Ted Cruz takes Iowa Republican caucus

Ted Cruz wins Iowa GOP caucus (Getty)
Ted Cruz wins Iowa GOP caucus (Getty)

By Ginger Gibson

US Senator Ted Cruz has soundly defeated billionaire Donald Trump in Iowa's Republican nominating contest, upending the party's presidential race and creating a three-way competition with establishment candidate Senator Marco Rubio.

On the Democratic side, officials said former Secretary of State Hillary Clinton had won by a razor-thin margin against US Senator Bernie Sanders of Vermont, the closest in Iowa Democratic caucus history.

Cruz, a conservative from Texas, won the first state Republican contest in the 2016 race on Monday with 28 percent of the vote compared with 24 percent for businessman Trump.

Rubio, a US senator from Florida, came in third with 23 percent, making a stronger-than-expected finish.

With Democrat Clinton prevailing by only four delegates, according to party figures, Sanders, a self-described democratic socialist, declared the result a "virtual tie".

"Hillary Clinton has won the Iowa caucus," Matt Paul, the Iowa state director for Clinton said in a statement released in the early hours of Tuesday morning.

Cruz's win and Rubio's strong showing could dent the momentum for Trump, whose candidacy has alarmed the Republican establishment and been marked by controversies ranging from his calls to temporarily ban Muslims from entering the US, to promising to build a wall on the US-Mexican border.

"Tonight is a victory for courageous conservatives across Iowa and all across this great nation," Cruz, 45, said during a victory speech lasting more than 30 minutes.

An uncharacteristically humbled Trump, 69, congratulated Cruz and said he still expected to win the Republican nomination.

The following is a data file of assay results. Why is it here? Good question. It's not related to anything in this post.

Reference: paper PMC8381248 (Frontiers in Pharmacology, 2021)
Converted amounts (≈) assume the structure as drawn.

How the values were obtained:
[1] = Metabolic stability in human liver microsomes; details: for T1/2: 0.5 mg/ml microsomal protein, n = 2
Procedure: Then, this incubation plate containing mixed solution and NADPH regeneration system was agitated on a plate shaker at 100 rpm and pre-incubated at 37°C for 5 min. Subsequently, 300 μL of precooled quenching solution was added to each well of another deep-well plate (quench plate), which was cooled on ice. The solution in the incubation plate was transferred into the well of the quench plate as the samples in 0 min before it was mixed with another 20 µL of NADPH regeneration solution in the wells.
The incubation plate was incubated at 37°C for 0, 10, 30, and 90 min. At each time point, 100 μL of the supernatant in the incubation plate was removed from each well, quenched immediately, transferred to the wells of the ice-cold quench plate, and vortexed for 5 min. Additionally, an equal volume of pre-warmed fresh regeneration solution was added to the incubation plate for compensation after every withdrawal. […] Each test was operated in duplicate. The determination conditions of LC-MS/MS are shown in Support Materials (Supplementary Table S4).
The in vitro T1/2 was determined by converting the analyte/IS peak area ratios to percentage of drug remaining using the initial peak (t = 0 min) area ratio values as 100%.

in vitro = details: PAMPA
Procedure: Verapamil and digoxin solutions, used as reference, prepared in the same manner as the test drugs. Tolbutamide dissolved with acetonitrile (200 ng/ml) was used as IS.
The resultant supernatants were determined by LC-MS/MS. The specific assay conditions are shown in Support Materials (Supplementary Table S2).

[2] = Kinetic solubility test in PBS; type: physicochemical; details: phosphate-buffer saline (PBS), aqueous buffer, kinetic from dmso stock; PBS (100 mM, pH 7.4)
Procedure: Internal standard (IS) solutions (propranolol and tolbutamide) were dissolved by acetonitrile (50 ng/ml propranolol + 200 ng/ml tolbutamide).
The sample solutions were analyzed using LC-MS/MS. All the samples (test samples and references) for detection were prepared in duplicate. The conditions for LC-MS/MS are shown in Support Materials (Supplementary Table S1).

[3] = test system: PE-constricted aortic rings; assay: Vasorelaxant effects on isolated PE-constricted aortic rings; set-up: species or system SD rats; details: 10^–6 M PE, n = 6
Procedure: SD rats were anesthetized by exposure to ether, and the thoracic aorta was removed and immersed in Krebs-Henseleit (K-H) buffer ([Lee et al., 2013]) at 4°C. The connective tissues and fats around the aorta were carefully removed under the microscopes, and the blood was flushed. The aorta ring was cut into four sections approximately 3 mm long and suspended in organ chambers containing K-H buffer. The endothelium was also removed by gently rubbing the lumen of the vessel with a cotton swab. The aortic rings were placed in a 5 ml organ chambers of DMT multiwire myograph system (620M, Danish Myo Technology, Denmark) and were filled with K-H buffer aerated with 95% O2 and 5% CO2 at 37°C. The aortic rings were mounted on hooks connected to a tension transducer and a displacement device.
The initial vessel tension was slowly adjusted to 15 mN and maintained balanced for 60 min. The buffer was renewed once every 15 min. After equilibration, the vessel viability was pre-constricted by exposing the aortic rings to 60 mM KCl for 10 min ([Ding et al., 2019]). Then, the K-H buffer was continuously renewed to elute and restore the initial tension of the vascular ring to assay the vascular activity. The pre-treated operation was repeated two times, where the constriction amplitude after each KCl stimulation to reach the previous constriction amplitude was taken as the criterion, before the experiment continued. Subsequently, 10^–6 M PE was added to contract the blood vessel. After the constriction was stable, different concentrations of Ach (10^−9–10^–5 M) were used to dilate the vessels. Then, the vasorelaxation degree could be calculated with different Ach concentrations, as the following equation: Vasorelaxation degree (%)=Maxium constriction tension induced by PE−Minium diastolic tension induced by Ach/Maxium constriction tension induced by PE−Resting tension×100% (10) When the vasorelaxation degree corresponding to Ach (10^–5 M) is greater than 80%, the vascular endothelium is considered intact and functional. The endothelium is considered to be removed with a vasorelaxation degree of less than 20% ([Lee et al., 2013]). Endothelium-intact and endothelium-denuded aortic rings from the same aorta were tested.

Opinion polls show Trump leading nationally and in New Hampshire, which holds the next nominating contest.

Unusually large crowds poured into schools, churches and other venues for the caucuses, in which voters gather together to select a candidate.

Cruz's well-established get-out-the-vote effort helped overcome the enthusiasm from large crowds that have shown up for Trump's rallies.

Trump skipped the last Republican debate before the caucus because of a dispute with host FOX News.

A Trump adviser said his second-place finish was expected.

Rubio, 44, may benefit from that momentum as much as Cruz.

The Florida legislator established himself as the mainstream alternative to the two front-running rivals.

"Rubio has staying power. He weathered US$30 million in negative ads and late deciders broke his way due to his upbeat and optimistic close," said Republican strategist Scott Reed.

Cruz was buoyed by evangelical support and thanked God for his win.

The results of the Democratic race put pressure on Clinton to siphon support away from Sanders, who has won over politically left-leaning voters with his promises to take on Wall Street and start fresh with healthcare reform.

Clinton, 68, said she was breathing a "big sigh of relief" after the results. She lost Iowa to then-senator Barack Obama in the 2008 Democratic race and never recovered.

Sanders, 74, declared himself overwhelmed. The lawmaker, who smiled broadly as he addressed supporters, is leading in New Hampshire, home to next week's second contest, but trails Clinton in other states such as South Carolina, which holds the third contest.

"Nine months ago, we came to this beautiful state, we had no political organisation, we had no money, we had no name recognition, and we were taking on the most powerful political organisation in the United States of America," Sanders said.

Former Maryland governor Martin O'Malley, who had trouble gaining any traction in the Democratic race, suspended his campaign after coming in third in Iowa with 0.6 percent.

Republican establishment candidates more traditional than Rubio did not fare well in Iowa.

Former Florida governor Jeb Bush took 2.8 percent, Ohio Governor John Kasich took 1.9 percent, and New Jersey Governor Chris Christie took 1.8 percent.

Surgeon Ben Carson, an outsider, placed fourth among Republicans with 9 percent, while former Arkansas governor Mike Huckabee said he was suspending his campaign for the party's nomination.

Huckabee won the Iowa caucus in 2008.